A new study suggests that vaping e-liquids, specifically propylene glycol and glycerin, may lead to some inflammation in the lungs – but more research is needed to determine just how much inflammation may occur over a prolonged period of time.
The study, published in the journal Cancer Prevention Research on Wednesday, found that in people who had never smoked, after using e-cigarettes just twice daily for a month, levels of propylene glycol in their system was linked with changes in inflammatory cell counts in their lungs, although the magnitude of changes was small.
“Although limited by study size and duration, this is the first experimental demonstration of an impact of e-cig use on inflammation in the human lung among never-smokers,” the researchers wrote.
The study findings came as no surprise to Dr. Peter Shields, a medical oncologist with a focus on lung cancer at the Ohio State University Comprehensive Cancer Center in Columbus, who was the study’s lead author.
“Obviously inhaling stuff is going to have some impact on the lungs,” Shields said.
“This is another piece of information,” he said about the study. “I would not make the conclusion that this shows that e-cigs are harmful to your health, but one piece of evidence for that. I would say that we have choices in the world and it makes sense that if you’re not a smoker, you shouldn’t start using e-cigs.”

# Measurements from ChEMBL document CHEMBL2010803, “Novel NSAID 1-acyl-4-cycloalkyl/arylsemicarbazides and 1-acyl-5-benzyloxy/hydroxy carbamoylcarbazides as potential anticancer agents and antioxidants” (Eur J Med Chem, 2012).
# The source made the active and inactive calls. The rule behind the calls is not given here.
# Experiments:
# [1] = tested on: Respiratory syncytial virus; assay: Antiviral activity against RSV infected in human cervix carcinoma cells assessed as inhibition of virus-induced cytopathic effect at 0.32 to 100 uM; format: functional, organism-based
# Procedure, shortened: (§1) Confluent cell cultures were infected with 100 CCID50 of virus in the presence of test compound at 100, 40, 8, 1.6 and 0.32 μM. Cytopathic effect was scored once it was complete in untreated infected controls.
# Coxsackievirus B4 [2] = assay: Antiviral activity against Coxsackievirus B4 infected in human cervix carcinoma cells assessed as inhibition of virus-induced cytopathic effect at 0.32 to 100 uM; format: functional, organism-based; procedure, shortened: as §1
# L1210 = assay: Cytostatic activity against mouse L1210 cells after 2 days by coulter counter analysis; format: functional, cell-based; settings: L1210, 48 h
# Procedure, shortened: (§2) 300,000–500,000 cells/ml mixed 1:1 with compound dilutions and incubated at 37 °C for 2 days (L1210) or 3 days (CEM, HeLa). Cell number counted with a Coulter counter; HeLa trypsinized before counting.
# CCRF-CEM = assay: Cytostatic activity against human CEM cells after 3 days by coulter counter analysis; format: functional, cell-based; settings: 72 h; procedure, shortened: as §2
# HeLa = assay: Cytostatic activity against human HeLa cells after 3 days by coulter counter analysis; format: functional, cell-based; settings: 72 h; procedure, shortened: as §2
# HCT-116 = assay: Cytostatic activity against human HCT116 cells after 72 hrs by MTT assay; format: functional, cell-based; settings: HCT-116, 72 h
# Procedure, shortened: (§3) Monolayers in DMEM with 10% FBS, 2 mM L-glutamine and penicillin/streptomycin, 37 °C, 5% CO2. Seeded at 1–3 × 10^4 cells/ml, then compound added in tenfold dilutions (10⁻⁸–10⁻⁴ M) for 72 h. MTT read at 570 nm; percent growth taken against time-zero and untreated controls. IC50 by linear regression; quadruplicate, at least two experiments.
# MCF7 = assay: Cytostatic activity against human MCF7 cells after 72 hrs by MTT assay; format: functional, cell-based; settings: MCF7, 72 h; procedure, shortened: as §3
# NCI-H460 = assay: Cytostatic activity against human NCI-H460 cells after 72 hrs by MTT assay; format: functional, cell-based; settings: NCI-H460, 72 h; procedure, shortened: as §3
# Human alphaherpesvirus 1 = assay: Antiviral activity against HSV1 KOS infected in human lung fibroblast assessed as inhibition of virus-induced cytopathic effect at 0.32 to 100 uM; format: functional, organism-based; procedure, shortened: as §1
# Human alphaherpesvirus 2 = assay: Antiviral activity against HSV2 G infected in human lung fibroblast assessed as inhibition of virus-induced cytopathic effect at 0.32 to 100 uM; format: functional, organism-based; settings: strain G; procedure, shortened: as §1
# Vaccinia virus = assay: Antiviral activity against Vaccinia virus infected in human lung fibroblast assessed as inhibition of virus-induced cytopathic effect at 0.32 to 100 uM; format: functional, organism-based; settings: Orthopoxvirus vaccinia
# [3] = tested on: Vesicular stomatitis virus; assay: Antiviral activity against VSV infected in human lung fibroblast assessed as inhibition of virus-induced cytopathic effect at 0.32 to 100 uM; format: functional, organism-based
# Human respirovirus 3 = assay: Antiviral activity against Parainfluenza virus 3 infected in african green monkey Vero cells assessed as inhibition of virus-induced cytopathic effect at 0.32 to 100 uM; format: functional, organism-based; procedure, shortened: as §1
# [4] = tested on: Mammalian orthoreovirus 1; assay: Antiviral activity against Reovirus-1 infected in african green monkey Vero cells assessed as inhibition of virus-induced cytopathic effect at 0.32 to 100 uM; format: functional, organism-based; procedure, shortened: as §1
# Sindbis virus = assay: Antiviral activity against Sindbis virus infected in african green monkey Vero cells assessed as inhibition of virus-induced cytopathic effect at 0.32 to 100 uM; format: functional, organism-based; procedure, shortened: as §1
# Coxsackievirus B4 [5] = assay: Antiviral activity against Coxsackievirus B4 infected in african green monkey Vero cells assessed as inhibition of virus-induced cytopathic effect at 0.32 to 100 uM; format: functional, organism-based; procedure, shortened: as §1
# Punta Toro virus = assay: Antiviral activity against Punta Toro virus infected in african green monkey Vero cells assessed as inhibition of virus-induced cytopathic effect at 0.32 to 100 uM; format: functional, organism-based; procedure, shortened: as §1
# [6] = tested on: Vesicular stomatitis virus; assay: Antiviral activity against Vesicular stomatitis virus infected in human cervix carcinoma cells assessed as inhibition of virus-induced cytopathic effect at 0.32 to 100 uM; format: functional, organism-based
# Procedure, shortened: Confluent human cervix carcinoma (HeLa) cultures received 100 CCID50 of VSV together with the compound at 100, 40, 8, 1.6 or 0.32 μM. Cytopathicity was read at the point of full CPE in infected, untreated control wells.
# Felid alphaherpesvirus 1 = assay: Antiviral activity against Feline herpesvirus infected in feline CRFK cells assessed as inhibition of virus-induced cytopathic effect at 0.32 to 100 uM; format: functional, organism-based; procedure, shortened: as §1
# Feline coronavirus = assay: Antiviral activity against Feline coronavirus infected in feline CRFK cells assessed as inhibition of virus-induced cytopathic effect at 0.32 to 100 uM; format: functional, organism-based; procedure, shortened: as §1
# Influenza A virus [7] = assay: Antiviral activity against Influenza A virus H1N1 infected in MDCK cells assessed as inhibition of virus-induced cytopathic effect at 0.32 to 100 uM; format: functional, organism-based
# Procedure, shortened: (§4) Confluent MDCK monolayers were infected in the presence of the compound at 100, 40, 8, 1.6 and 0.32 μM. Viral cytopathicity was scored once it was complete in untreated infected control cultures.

The study has published at the same time an outbreak of lung injury associated with e-cigarette use is sweeping the United States and currently under federal investigation — but the study has no direct connection with the outbreak.
Among those lung injury cases, “most patients report a history of using tetrahydrocannabinol (THC)-containing products,” according to the US Centers for Disease Control and Prevention. “Exclusive use of nicotine containing products has been reported by some patients with lung injury cases, and many patients with lung injury report combined use of THC- and nicotine-containing products.”
The new study examined specific constituents of e-liquids used in e-cigarettes — propylene glycol and vegetable glycerine — which are carriers for nicotine and flavors in e-liquids.
“But it is still unknown what role, if any, nicotine containing e-cigs are involved in the patients with severe respiratory illness,” Shields said. “In that context, a lot of us are really looking hard for what might be unique to e-cigs that we wouldn’t see in traditional smokers.”
The study included 30 young adults, ages 21 to 30, who did not have a history of smoking and had not used e-cigarettes.
The adults, who were recruited for the study between 2015 and 2017, were randomly assigned into two groups: one was a control group and the other was instructed to use e-cigarettes at least twice daily, taking 20 puffs during one hour each time, for one month.
The adults in the e-cigarette group were given refillable tank devices with LED screens that had a puff counter to measure their daily e-cigarette use. They vaped using e-liquids that contained 50% propylene glycol and 50% vegetable glycerine, but no nicotine and no flavors.